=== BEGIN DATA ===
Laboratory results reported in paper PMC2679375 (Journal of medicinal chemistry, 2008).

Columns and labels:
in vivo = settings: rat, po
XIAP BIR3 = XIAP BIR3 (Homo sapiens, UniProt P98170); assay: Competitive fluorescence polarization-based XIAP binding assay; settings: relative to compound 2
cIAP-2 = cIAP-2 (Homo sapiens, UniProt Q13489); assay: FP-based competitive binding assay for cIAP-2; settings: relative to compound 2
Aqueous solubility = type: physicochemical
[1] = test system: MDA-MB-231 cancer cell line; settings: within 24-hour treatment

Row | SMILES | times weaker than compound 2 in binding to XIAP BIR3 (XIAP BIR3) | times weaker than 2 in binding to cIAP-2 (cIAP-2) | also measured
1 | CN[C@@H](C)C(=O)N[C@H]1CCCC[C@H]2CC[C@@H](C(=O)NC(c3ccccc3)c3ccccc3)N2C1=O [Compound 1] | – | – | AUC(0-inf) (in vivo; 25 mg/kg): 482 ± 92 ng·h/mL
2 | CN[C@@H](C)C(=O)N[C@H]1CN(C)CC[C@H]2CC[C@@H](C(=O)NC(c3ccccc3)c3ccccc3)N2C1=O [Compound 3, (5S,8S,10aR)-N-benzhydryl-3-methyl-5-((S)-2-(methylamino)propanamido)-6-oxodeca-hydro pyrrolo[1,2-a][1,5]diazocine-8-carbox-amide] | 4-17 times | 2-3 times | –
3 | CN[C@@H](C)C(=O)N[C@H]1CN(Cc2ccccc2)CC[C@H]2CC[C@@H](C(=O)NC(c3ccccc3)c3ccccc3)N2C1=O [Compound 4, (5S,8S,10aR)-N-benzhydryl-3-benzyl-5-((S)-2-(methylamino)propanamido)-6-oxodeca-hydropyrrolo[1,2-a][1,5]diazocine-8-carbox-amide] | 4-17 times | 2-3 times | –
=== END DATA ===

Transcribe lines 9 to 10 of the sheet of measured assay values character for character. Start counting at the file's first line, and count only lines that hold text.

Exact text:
1 | CN[C@@H](C)C(=O)N[C@H]1CCCC[C@H]2CC[C@@H](C(=O)NC(c3ccccc3)c3ccccc3)N2C1=O [Compound 1] | – | – | AUC(0-inf) (in vivo; 25 mg/kg): 482 ± 92 ng·h/mL
2 | CN[C@@H](C)C(=O)N[C@H]1CN(C)CC[C@H]2CC[C@@H](C(=O)NC(c3ccccc3)c3ccccc3)N2C1=O [Compound 3, (5S,8S,10aR)-N-benzhydryl-3-methyl-5-((S)-2-(methylamino)propanamido)-6-oxodeca-hydro pyrrolo[1,2-a][1,5]diazocine-8-carbox-amide] | 4-17 times | 2-3 times | –